The Partido Popular's Alvaró Gijón found himself at the centre of corruption allegations. | Alejandro Sepulveda

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Corruption returned
Corruption reared its ugly head once again. We had thought that it was something consigned to the past, and the pathetic image of former president of the Council of Majorca, Maria Antonia Munar, appeared to represent that past: she was given another prison sentence, this one for three years. But corruption is of the present as well, and it centres on Palma.

Investigators dealing with the police corruption affair in the city had suspected that there was more to this than the extortion and threats surrounding the city's nightlife. One of those implicated in the affair had blown the whistle, we learned. The judge and the prosecutor ordered the National Police in. Thirteen people at the town hall were detained for questioning on Monday. They included two former councillors from the 2011-2015 period when the Partido Popular was ruling the town hall. The operation had to do with the contract for the ORA blue zone parking that was awarded in 2013.

As the week progressed, we learned of the amount of public money that may have been "diverted" and of the amount that may have gone towards "commissions" (one and a half million). We discovered that a senior figure in the PP, the former deputy mayor Alvaró Gijón, was being named. He protested his innocence, denying that he had received a "commission" in return for the contract's award. The current mayor, José Hila of PSOE, suggested that there had been a PP network at the town hall which had been serving its own interests. The PP's spokesperson, Marga Duran, insisted that the PP was not a corrupt party. It all sounded like the old times.


The strange case of the eight-year-old girl
The case of the eight-year-old girl who was attacked in a Palma school playground by other pupils has been a strange one as well as a serious one. Education ministry inspectors issued their report into what they say happened. It concluded that the incident had been a fight over a ball and that there was no premeditation and no evidence of bullying.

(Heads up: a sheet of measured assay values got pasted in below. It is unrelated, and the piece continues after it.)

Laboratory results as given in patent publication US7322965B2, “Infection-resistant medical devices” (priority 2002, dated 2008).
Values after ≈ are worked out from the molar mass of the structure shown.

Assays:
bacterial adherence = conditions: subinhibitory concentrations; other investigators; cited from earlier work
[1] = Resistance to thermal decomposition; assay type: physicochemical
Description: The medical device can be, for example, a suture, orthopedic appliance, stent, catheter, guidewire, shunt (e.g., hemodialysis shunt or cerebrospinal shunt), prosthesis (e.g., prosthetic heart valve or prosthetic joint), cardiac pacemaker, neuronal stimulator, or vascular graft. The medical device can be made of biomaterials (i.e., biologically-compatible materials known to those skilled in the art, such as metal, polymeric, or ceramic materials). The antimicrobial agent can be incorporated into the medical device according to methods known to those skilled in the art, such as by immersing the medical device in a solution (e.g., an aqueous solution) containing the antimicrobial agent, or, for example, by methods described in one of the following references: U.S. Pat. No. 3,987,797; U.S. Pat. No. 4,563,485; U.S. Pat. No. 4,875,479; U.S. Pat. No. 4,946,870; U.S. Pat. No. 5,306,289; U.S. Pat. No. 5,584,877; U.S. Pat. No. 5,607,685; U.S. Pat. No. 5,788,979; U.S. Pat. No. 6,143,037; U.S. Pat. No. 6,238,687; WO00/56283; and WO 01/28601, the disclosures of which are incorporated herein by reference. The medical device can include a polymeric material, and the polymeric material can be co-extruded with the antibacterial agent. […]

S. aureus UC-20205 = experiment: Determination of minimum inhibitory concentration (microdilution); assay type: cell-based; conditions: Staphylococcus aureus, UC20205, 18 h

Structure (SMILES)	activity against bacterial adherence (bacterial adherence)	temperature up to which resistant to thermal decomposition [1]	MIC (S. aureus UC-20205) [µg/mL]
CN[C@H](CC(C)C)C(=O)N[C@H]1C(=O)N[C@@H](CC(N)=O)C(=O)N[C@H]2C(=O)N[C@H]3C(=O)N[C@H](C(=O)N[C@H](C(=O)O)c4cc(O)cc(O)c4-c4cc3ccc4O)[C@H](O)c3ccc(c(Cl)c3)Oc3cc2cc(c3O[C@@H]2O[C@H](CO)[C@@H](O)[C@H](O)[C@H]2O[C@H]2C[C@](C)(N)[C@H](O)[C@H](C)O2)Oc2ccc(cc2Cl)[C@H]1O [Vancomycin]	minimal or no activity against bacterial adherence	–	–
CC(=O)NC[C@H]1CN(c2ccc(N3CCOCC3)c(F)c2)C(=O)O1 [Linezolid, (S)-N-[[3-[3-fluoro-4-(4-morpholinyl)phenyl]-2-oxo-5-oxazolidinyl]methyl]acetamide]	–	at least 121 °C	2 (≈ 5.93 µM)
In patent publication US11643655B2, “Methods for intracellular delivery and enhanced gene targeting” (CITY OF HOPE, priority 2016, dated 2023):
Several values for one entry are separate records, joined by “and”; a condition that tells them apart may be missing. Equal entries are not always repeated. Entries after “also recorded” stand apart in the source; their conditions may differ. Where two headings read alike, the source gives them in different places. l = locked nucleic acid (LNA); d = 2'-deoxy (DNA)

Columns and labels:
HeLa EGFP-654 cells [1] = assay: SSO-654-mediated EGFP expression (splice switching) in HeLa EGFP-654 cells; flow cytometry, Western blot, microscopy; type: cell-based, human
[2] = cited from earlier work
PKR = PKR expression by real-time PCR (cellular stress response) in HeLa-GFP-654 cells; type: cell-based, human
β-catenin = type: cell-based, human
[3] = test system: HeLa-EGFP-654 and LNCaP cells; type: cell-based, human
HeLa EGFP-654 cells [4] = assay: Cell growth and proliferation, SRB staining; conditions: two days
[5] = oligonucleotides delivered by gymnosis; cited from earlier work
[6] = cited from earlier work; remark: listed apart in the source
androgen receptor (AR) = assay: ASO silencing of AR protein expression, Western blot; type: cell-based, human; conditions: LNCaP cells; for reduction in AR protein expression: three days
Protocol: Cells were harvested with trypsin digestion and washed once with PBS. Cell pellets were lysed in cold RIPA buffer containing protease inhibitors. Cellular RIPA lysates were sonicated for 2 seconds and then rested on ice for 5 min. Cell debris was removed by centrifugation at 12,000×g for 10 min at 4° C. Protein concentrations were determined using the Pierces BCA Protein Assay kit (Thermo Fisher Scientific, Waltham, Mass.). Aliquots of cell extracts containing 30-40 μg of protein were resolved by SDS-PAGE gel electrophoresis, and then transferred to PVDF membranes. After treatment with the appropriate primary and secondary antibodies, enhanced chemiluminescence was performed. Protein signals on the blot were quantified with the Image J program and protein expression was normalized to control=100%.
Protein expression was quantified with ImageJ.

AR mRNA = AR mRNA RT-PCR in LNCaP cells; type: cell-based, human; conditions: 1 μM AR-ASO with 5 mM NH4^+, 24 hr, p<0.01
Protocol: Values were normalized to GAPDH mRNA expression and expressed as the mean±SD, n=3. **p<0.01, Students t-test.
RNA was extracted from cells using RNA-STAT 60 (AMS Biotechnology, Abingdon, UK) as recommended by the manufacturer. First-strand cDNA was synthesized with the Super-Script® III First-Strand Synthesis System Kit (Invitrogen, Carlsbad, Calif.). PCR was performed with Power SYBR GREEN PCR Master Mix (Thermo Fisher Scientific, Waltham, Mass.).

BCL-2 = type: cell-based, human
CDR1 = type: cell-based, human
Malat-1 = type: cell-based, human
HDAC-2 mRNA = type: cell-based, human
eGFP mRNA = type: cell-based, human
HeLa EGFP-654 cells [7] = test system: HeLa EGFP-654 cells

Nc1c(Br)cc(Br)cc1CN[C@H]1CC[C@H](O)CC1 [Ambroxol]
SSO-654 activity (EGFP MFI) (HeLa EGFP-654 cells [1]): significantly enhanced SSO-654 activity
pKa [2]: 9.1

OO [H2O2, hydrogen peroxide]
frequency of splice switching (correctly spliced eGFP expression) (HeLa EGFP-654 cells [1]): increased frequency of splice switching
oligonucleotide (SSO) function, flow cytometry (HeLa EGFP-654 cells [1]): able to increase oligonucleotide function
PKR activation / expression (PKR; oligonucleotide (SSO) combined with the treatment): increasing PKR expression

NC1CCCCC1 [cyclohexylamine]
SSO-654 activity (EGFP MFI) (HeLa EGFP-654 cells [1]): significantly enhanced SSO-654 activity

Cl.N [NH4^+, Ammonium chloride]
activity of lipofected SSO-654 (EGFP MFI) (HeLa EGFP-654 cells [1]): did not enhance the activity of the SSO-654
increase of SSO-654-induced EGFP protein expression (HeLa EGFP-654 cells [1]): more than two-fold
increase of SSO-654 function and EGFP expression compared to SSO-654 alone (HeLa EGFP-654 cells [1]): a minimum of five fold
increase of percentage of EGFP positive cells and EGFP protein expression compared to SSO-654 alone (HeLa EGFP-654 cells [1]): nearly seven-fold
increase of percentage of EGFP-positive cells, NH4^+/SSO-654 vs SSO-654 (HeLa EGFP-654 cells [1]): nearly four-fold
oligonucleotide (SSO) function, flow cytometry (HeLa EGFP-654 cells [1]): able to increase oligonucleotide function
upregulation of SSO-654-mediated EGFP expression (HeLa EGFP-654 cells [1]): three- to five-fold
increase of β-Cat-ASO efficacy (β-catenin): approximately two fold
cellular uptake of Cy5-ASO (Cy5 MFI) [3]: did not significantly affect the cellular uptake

On Friday, we suggested that the affair was being swept under the carpet and that there was an aspect of the case (for good reasons) not being publicly acknowledged. The girl's family, meanwhile, was outraged by the inspector's report. "They're taking us for fools." We also noted that a celebrated lawyer, Marcos García Montes, had offered his law firm's services to the family. The law firm is lining up charges - against the education minister and others at the ministry, against the school, against the pupils involved. A claim of attempted murder sounded extreme, but the case has become very much more than a simple scrap in the playground, as the ministry would have everyone believe.


Holiday prices
UK tour operators were becoming concerned about the effect of increased hotel prices on holidays next year. They were understood to be exerting pressure on Majorca's hoteliers to keep their prices down, given that UK tourists are faced with a much weaker pound.

The tour operator demands seemed at variance with what had been reported earlier in the week. The managing director of Thomas Cook UK, Chris Mottershead, had told the annual Abta convention that the travel industry has faced this scenario previously and it could handle it. (We have previously reported research which showed that a fall in the pound in 2013 had negligible impact on holidays.)

The hoteliers were not minded to bow to the demands. Indeed, one could almost detect a note of celebration (in Magalluf anyway). If UK tour operators and so therefore their clients were not willing to accept the higher prices (which were set back in the summer), then there were tour operators and tourists from other countries who would accept the prices. So much for any UK tourist loyalty to Magalluf was an impression given.

At least the hard-pressed British tourist won't have to stump up any more for the tourist tax next year. The government said that it had no plans to increase the tax, though it might be "reframed" for 2018.